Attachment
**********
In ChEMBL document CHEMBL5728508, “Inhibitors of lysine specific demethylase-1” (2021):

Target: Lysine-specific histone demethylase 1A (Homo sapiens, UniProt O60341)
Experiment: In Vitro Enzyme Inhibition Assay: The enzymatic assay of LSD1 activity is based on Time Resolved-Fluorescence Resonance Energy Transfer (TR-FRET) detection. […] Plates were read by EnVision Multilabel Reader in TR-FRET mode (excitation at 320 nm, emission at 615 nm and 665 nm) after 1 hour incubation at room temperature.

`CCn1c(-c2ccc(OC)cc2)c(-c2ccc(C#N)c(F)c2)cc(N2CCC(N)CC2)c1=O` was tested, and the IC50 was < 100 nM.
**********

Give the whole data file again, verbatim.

In ChEMBL document CHEMBL5728508, “Inhibitors of lysine specific demethylase-1” (2021):

Target: Lysine-specific histone demethylase 1A (Homo sapiens, UniProt O60341)
Experiment: In Vitro Enzyme Inhibition Assay: The enzymatic assay of LSD1 activity is based on Time Resolved-Fluorescence Resonance Energy Transfer (TR-FRET) detection. […] Plates were read by EnVision Multilabel Reader in TR-FRET mode (excitation at 320 nm, emission at 615 nm and 665 nm) after 1 hour incubation at room temperature.

`CCn1c(-c2ccc(OC)cc2)c(-c2ccc(C#N)c(F)c2)cc(N2CCC(N)CC2)c1=O` was tested, and the IC50 was < 100 nM.